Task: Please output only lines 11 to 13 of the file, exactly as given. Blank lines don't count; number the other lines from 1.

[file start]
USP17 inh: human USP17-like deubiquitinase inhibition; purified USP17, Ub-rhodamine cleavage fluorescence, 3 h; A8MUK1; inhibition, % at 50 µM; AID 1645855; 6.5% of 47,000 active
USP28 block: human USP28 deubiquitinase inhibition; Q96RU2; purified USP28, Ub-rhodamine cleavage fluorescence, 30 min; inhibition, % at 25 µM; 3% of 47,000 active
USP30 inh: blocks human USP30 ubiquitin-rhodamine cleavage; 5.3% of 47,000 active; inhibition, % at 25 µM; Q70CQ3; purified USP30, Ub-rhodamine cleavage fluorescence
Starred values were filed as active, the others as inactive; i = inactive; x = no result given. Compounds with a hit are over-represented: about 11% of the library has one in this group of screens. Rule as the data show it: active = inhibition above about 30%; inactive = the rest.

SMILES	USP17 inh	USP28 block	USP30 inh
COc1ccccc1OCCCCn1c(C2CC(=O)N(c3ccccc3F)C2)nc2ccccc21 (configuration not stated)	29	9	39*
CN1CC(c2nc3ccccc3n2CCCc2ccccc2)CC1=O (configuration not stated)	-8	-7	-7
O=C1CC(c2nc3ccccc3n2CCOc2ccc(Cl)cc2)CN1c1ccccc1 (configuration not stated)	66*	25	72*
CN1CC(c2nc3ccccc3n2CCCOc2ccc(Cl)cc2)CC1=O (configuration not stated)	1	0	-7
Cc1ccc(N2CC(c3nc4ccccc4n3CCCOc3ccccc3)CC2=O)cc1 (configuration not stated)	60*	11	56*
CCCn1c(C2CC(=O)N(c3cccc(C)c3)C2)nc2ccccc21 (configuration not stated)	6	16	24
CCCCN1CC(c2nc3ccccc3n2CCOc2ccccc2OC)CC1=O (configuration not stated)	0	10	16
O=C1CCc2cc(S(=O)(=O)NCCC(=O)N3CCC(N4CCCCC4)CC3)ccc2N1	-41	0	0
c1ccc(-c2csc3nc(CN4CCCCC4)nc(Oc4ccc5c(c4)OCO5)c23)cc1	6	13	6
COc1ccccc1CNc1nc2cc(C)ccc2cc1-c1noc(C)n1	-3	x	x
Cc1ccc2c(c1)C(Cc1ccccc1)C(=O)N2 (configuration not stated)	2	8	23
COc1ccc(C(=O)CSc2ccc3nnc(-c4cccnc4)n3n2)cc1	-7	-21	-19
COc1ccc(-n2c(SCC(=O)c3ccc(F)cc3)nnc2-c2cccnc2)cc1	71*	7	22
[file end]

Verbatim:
CCCn1c(C2CC(=O)N(c3cccc(C)c3)C2)nc2ccccc21 (configuration not stated)	6	16	24
CCCCN1CC(c2nc3ccccc3n2CCOc2ccccc2OC)CC1=O (configuration not stated)	0	10	16
O=C1CCc2cc(S(=O)(=O)NCCC(=O)N3CCC(N4CCCCC4)CC3)ccc2N1	-41	0	0